Reps. Kaptur, Dingell lead call for protection against non-TPP nation trade manipulation

 

WASHINGTON, D.C.— Congresswoman Marcy Kaptur (D-OH) and Congresswoman Debbie Dingell (D-MI) led a bipartisan group of members of Congress to call on U.S. Trade Representative Michael Froman to ensure that any Trans-Pacific Partnership agreement negotiated in Atlanta this week include strong automotive rules of origin. Signatories to the letter include Representatives Alan Grayson (D-FL), Peter DeFazio (D-OR), Louise Slaughter (D-NY), Peter Visclosky (D-IN), Tim Ryan (D-OH), Brad Sherman (D-CA), Rosa DeLauro (D-CT), Dan Kildee (D-MI), Paul Tonko (D-NY), Gene Green (D-TX), André Carson (D-IN), Mark Pocan (D-WI), Donna Edwards (D-MD), John Yarmuth (D-KY), Robert Aderholt (R-AL), John Conyers (D-MI), Raúl Grijalva (D-AZ), Rubén Hinojosa (D-TX), Walter Jones (R-NC), Keith Ellison (D-MN), and Chris Van Hollen (D-MD).

 

Rules of origin limit the percentage of a product that can be made up of parts originating in non-TPP nations. Products that exceed the cap would not qualify for special market access provided under the TPP. Strong rules of origin prevent products, especially auto parts, mostly made in China and other non-TPP nations, from getting privileged access to the U.S. marketplace. 

 

The full letter is included below. A PDF can be found here.

 

 

October 1, 2015

 

 

 

The Honorable Michael Froman

United States Trade Representative

The Office of the United States Trade Representative

600 17th Street, N.W.

Washington, DC 20508

 

Dear Ambassador Froman,

 

With Trans-Pacific Partnership (TPP) automotive issues still under negotiation, we strongly urge you to advance positions that will help the U.S. auto industry prosper now and in the future, including strong automotive sector rule of origin standards and a tariff phase-out period on Japanese cars, truck and parts. Such a policy is needed and puts the interests of working families in the United States ahead of any other we are deeply concerned that the current approach will mean that China, not the U.S., will be the primary beneficiary of the TPP auto deal.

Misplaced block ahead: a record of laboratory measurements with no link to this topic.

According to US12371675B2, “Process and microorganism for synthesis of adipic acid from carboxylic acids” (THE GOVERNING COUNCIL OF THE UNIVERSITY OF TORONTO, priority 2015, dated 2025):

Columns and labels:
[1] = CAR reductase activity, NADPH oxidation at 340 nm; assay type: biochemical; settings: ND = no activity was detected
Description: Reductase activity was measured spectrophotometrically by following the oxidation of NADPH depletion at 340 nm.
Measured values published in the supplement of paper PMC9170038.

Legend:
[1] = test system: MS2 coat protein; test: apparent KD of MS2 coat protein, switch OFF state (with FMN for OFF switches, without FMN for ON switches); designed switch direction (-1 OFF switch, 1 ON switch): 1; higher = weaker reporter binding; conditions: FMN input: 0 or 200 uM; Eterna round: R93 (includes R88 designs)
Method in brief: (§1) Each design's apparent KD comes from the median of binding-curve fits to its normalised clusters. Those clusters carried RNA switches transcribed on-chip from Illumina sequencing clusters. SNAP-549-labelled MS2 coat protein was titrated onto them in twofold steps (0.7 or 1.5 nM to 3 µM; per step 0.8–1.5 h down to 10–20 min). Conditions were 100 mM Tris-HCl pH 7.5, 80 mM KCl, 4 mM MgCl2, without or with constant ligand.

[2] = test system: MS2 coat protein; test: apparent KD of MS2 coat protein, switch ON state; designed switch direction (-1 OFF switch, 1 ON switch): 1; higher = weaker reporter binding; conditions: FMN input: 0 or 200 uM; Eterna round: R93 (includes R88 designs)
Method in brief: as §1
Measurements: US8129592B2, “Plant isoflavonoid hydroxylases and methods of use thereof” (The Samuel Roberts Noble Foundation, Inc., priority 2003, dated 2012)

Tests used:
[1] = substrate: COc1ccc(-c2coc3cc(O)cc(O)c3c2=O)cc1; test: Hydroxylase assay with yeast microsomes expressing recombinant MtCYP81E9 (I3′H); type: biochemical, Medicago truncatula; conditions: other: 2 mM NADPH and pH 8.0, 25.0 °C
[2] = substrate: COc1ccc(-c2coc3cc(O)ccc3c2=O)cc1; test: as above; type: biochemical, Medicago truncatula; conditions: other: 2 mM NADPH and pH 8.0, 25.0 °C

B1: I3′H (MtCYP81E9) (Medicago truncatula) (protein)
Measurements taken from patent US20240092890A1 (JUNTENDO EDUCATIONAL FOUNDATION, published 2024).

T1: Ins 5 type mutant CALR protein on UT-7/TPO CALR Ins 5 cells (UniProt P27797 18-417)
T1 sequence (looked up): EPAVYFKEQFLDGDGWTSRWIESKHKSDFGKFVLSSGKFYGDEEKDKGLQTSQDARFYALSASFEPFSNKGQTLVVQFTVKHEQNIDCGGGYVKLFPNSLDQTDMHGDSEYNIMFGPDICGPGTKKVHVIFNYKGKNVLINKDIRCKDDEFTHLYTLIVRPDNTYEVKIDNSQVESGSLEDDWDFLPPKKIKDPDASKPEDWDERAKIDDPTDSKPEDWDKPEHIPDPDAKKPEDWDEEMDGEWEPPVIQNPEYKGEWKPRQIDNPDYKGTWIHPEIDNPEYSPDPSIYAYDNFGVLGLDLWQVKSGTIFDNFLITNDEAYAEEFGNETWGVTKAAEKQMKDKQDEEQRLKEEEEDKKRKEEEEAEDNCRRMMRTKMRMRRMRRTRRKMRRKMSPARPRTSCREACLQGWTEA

Any final agreement must recognize the current lopsided nature of our trading relationship and lay a strong foundation for further development in our domestic auto industry, especially with the possibility additional nations will join the deal in the future. The United States must not lower our tariffs until Japan legitimately opens its market to imports. And our domestic manufacturing jobs must not be used as a bargaining chip to finalize an agreement.

 

The automotive industry in the United States is one of the largest globally and plays a critical role in our economy. Auto manufacturers, along with their suppliers and dealers across the country, help drive the U.S. economy and create or support skilled jobs in every congressional district. The industry supports 7.25 million U.S. jobs, including 1.55 million Americans employed directly by automakers. No other single industry is linked to so much U.S. manufacturing or generates so much retail business and employment. Given that it drives such a significant portion of the U.S. economy, it is imperative that the TPP closes loopholes in the auto rules of origin standard that allow too much content from countries that have not signed onto the obligations in the agreement, such as China.

 

Japan has the most closed automobile market in the developed world. It utilizes components and parts produced in non-TPP countries and is known to practice currency manipulation and other dubious trade policies to unfairly increase their exports, as do other TPP nations. Their reported effort to set the baseline for rule of origin levels at 45% for autos and an even lower threshold for parts, with significant loopholes, will allow them to continue with an undisrupted supply chain that could have a disastrous impact on the U.S. supply chain and resulting loss of American jobs in the years ahead.

 

As you know, prior to formally entering TPP negotiations in 2013, Japan publicly agreed to phase out U.S. tariffs on cars and trucks with the longest staging period of any product in agreement which will be back-loaded to the maximum extent. Any agreement with Japan must reflect that opening commitment. Further, this agreement must include the longest tariff phase out for cars, trucks, and auto parts, granting one but not the others are unacceptable. Auto suppliers alone produce hundreds of billions of goods and support more than three and a half million U.S. jobs directly and indirectly.

 

As representatives of U.S. workers and manufacturing, our goal is to improve rule of origin standards beyond those set in the North American Free Trade Agreement (NAFTA). More than 20 years of lost jobs under NAFTA reveals the need for a true 21st century agreement. We must do better under the TPP by increasing the rules of origin standards, not lowering them.

 

Thank you for your consideration of our views as the TPP automotive negotiations persist. We welcome the opportunity to advance the U.S. auto and auto parts industry throughout global markets, while protecting millions of jobs, workers, communities, and investments here in America.

 

###